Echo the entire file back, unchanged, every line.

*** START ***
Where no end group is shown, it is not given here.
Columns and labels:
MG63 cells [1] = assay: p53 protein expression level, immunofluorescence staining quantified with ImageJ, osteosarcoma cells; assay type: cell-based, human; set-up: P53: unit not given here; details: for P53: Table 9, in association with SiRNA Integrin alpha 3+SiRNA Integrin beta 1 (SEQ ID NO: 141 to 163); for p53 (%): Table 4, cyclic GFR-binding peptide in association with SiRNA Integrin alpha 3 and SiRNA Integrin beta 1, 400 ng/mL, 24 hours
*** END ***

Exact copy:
Where no end group is shown, it is not given here.
Columns and labels:
MG63 cells [1] = assay: p53 protein expression level, immunofluorescence staining quantified with ImageJ, osteosarcoma cells; assay type: cell-based, human; set-up: P53: unit not given here; details: for P53: Table 9, in association with SiRNA Integrin alpha 3+SiRNA Integrin beta 1 (SEQ ID NO: 141 to 163); for p53 (%): Table 4, cyclic GFR-binding peptide in association with SiRNA Integrin alpha 3 and SiRNA Integrin beta 1, 400 ng/mL, 24 hours